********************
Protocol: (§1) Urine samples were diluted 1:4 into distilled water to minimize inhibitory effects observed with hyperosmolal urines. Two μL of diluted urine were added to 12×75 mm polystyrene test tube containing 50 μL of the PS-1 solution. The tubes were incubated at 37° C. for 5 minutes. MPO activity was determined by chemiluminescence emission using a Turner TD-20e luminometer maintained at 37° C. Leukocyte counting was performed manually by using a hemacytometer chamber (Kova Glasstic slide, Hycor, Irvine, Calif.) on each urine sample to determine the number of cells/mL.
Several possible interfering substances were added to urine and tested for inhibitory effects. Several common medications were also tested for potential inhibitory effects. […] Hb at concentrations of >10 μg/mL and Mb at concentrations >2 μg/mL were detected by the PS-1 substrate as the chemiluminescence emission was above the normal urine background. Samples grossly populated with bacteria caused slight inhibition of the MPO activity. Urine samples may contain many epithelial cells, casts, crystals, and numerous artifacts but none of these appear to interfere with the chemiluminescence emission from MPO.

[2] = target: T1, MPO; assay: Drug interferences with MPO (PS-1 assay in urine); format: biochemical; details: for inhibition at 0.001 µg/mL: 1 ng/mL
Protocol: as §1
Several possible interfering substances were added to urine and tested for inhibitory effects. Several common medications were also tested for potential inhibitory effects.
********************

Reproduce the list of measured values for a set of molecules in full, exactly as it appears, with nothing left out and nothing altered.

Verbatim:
Protocol: (§1) Urine samples were diluted 1:4 into distilled water to minimize inhibitory effects observed with hyperosmolal urines. Two μL of diluted urine were added to 12×75 mm polystyrene test tube containing 50 μL of the PS-1 solution. The tubes were incubated at 37° C. for 5 minutes. MPO activity was determined by chemiluminescence emission using a Turner TD-20e luminometer maintained at 37° C. Leukocyte counting was performed manually by using a hemacytometer chamber (Kova Glasstic slide, Hycor, Irvine, Calif.) on each urine sample to determine the number of cells/mL.
Several possible interfering substances were added to urine and tested for inhibitory effects. Several common medications were also tested for potential inhibitory effects. […] Hb at concentrations of >10 μg/mL and Mb at concentrations >2 μg/mL were detected by the PS-1 substrate as the chemiluminescence emission was above the normal urine background. Samples grossly populated with bacteria caused slight inhibition of the MPO activity. Urine samples may contain many epithelial cells, casts, crystals, and numerous artifacts but none of these appear to interfere with the chemiluminescence emission from MPO.

[2] = target: T1, MPO; assay: Drug interferences with MPO (PS-1 assay in urine); format: biochemical; details: for inhibition at 0.001 µg/mL: 1 ng/mL
Protocol: as §1
Several possible interfering substances were added to urine and tested for inhibitory effects. Several common medications were also tested for potential inhibitory effects.